|The work seeks to develop new devices with the energy and power capacities of Li-ion and supercaps combined. Click to enlarge.|
University of Bath (UK) researchers have received grants worth £715,000 (US$1.3 million) to develop new ceramic and nano-materials for advanced lithium-ion batteries targeted at applications in hybrid electric vehicles and in storage for renewable power generation.
The work is part of a growing green technology focus at the University, which is making it a major center of research into sustainable energy and cutting pollution. The University, with its other development partners, recently unveiled the CLEVER (Compact Low Emission Vehicle for Urban Transport) CNG concept vehicle. (Earlier post.)
The grants are part of the £2.1-million (US$3.9-million) Energy Storage Consortium element of the larger Supergen project funded by the Engineering and Physical Sciences Research Council (EPSRC) in the UK for sustainable power generation and supply.
The four-year University of Bath-led project will focus on designing novel compounds that increase and combine the energy density of lithium-ion batteries and the power density of supercapacitors. The goal is to increase the total energy the batteries can store, and make batteries at least ten times better at producing sudden boosts in power.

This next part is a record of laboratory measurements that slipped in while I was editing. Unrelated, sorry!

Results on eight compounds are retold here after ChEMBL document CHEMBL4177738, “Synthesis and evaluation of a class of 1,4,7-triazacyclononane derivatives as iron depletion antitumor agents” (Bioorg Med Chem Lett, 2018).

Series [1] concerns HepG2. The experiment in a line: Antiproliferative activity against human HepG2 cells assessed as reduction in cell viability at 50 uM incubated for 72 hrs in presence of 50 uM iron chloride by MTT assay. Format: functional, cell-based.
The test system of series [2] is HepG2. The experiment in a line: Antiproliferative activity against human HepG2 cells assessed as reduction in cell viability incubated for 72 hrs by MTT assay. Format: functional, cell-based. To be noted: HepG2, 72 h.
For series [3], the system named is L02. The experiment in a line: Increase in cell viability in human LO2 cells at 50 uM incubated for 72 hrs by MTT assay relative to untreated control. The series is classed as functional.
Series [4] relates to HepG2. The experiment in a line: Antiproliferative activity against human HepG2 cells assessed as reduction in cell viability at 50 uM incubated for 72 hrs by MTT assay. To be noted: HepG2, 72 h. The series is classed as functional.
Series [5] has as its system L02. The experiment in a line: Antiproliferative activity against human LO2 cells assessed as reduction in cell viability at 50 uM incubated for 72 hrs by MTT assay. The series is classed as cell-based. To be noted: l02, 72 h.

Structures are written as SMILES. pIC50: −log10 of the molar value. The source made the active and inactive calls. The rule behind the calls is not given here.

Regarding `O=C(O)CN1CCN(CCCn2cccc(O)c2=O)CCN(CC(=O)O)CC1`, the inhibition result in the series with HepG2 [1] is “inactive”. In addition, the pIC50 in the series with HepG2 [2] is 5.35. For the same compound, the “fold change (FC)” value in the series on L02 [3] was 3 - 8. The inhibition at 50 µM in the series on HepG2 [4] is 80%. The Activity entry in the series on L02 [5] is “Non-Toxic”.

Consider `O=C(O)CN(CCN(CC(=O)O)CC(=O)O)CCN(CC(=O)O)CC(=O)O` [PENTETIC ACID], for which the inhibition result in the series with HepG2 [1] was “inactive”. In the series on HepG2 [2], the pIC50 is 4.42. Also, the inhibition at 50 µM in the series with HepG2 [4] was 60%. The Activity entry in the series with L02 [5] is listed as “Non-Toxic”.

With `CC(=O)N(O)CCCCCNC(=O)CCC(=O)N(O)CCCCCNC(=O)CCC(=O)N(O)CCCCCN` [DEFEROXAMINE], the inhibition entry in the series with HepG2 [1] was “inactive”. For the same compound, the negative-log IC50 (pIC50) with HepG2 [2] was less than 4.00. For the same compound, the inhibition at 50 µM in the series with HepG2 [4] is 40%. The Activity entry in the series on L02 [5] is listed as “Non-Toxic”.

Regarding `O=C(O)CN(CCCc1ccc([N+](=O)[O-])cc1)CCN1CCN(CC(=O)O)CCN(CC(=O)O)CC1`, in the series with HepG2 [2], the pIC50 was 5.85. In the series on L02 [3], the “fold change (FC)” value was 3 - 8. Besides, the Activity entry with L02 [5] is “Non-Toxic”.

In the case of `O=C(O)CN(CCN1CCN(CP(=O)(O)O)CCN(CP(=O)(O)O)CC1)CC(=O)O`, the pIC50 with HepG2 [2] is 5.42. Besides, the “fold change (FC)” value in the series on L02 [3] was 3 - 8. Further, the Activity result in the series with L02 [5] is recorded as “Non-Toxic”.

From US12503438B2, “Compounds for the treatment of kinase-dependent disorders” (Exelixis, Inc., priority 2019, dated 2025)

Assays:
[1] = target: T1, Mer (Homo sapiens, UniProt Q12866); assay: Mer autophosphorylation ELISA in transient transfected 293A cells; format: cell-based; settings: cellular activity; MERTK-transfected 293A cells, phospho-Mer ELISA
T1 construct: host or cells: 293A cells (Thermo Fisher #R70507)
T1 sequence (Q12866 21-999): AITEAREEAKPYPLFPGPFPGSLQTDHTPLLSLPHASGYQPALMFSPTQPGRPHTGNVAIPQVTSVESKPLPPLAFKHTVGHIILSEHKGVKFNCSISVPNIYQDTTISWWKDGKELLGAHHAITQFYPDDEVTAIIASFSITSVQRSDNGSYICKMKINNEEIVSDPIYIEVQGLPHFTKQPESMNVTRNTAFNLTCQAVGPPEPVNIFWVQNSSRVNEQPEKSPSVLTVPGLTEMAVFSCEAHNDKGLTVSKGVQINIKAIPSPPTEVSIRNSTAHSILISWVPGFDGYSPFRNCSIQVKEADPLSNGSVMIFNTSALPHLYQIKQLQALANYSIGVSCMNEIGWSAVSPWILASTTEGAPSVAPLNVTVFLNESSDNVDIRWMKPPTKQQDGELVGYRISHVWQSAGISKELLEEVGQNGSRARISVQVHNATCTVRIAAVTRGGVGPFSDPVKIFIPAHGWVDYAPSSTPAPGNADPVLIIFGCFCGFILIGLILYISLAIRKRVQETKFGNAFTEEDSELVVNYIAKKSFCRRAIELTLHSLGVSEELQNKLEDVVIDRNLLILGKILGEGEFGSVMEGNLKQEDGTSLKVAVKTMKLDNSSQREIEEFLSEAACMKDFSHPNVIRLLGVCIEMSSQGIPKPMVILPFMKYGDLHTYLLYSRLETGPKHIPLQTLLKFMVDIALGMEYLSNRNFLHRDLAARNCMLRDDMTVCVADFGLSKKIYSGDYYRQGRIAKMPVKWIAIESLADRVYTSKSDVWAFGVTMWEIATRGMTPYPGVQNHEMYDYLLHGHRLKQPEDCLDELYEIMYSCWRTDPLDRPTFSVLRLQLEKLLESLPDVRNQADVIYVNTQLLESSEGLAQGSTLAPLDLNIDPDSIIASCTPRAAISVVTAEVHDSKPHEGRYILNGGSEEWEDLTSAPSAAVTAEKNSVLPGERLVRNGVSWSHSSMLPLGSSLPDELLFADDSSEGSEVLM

New materials hold the key to cleaner and lighter lithium batteries for hybrid electric cars which will help kick the fossil fuel habit.
If we don’t develop an efficient way of storing energy from renewable sources like wind and solar power, then it will be the equivalent of a water company only supplying tap water when it’s raining.—Professor Saiful Islam, research project leader
|A possible candidate material. Layered structure of the LiNi0.5Mn0.5O2 battery material showing Ni/Mn and Li layers. Source: Univ. of Bath|
Prof. Islam has been investigating new candidates as cathode systems including the layered-structured LiMO2 and olivine-type LiMPO4 (where M = Mn, Fe) bulk and nanostructured materials. This extends recent work on the LiMn2O4 spinel and mixed layered system Li(Ni,Mn)O2.
Work in the research project will involve further state-of-the-art computer modelling and structural studies of solid-state properties of novel metal oxides for lithium-ion batteries with potential transport applications.
The other partners in this Supergen project are the universities of St Andrews, Strathclyde and Surrey. The consortium will also have corporate partners: Johnson Matthey, AEA Batteries, and Mast Carbon.